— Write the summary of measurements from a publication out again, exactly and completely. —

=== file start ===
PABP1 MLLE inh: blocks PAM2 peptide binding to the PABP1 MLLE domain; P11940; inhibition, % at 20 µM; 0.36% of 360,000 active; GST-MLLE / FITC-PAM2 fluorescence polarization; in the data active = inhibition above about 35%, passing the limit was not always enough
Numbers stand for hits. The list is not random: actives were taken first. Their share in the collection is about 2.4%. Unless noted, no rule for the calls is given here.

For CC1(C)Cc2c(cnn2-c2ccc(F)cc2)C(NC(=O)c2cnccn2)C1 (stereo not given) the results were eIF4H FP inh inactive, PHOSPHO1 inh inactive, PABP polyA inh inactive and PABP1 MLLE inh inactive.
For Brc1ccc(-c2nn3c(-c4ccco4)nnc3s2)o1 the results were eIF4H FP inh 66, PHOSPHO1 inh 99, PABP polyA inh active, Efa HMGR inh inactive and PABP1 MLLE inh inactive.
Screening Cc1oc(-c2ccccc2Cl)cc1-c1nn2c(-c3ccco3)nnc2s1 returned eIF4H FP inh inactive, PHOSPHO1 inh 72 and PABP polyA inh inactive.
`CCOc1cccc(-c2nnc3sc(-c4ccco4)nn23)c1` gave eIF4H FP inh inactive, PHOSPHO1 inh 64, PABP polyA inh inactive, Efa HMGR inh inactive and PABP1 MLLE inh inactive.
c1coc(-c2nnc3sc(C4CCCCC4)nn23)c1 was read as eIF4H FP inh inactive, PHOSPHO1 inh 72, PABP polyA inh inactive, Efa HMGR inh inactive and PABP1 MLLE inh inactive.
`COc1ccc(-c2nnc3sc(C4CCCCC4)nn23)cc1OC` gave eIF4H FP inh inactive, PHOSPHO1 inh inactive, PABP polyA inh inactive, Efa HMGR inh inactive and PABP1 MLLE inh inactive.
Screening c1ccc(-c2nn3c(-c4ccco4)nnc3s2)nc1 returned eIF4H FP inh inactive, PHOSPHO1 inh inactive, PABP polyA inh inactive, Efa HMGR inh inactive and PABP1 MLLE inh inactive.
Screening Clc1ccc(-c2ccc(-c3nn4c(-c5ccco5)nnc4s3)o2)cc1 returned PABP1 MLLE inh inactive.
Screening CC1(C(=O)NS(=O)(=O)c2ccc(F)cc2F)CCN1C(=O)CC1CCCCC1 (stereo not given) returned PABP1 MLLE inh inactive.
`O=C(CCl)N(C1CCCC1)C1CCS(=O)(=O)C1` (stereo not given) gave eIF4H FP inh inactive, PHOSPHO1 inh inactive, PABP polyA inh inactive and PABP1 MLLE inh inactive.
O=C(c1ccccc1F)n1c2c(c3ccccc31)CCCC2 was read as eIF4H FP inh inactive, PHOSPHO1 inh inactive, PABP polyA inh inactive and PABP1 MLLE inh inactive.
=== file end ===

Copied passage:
PABP1 MLLE inh: blocks PAM2 peptide binding to the PABP1 MLLE domain; P11940; inhibition, % at 20 µM; 0.36% of 360,000 active; GST-MLLE / FITC-PAM2 fluorescence polarization; in the data active = inhibition above about 35%, passing the limit was not always enough
Numbers stand for hits. The list is not random: actives were taken first. Their share in the collection is about 2.4%. Unless noted, no rule for the calls is given here.

For CC1(C)Cc2c(cnn2-c2ccc(F)cc2)C(NC(=O)c2cnccn2)C1 (stereo not given) the results were eIF4H FP inh inactive, PHOSPHO1 inh inactive, PABP polyA inh inactive and PABP1 MLLE inh inactive.
For Brc1ccc(-c2nn3c(-c4ccco4)nnc3s2)o1 the results were eIF4H FP inh 66, PHOSPHO1 inh 99, PABP polyA inh active, Efa HMGR inh inactive and PABP1 MLLE inh inactive.
Screening Cc1oc(-c2ccccc2Cl)cc1-c1nn2c(-c3ccco3)nnc2s1 returned eIF4H FP inh inactive, PHOSPHO1 inh 72 and PABP polyA inh inactive.
`CCOc1cccc(-c2nnc3sc(-c4ccco4)nn23)c1` gave eIF4H FP inh inactive, PHOSPHO1 inh 64, PABP polyA inh inactive, Efa HMGR inh inactive and PABP1 MLLE inh inactive.
c1coc(-c2nnc3sc(C4CCCCC4)nn23)c1 was read as eIF4H FP inh inactive, PHOSPHO1 inh 72, PABP polyA inh inactive, Efa HMGR inh inactive and PABP1 MLLE inh inactive.
`COc1ccc(-c2nnc3sc(C4CCCCC4)nn23)cc1OC` gave eIF4H FP inh inactive, PHOSPHO1 inh inactive, PABP polyA inh inactive, Efa HMGR inh inactive and PABP1 MLLE inh inactive.
Screening c1ccc(-c2nn3c(-c4ccco4)nnc3s2)nc1 returned eIF4H FP inh inactive, PHOSPHO1 inh inactive, PABP polyA inh inactive, Efa HMGR inh inactive and PABP1 MLLE inh inactive.
Screening Clc1ccc(-c2ccc(-c3nn4c(-c5ccco5)nnc4s3)o2)cc1 returned PABP1 MLLE inh inactive.
Screening CC1(C(=O)NS(=O)(=O)c2ccc(F)cc2F)CCN1C(=O)CC1CCCCC1 (stereo not given) returned PABP1 MLLE inh inactive.
`O=C(CCl)N(C1CCCC1)C1CCS(=O)(=O)C1` (stereo not given) gave eIF4H FP inh inactive, PHOSPHO1 inh inactive, PABP polyA inh inactive and PABP1 MLLE inh inactive.
O=C(c1ccccc1F)n1c2c(c3ccccc31)CCCC2 was read as eIF4H FP inh inactive, PHOSPHO1 inh inactive, PABP polyA inh inactive and PABP1 MLLE inh inactive.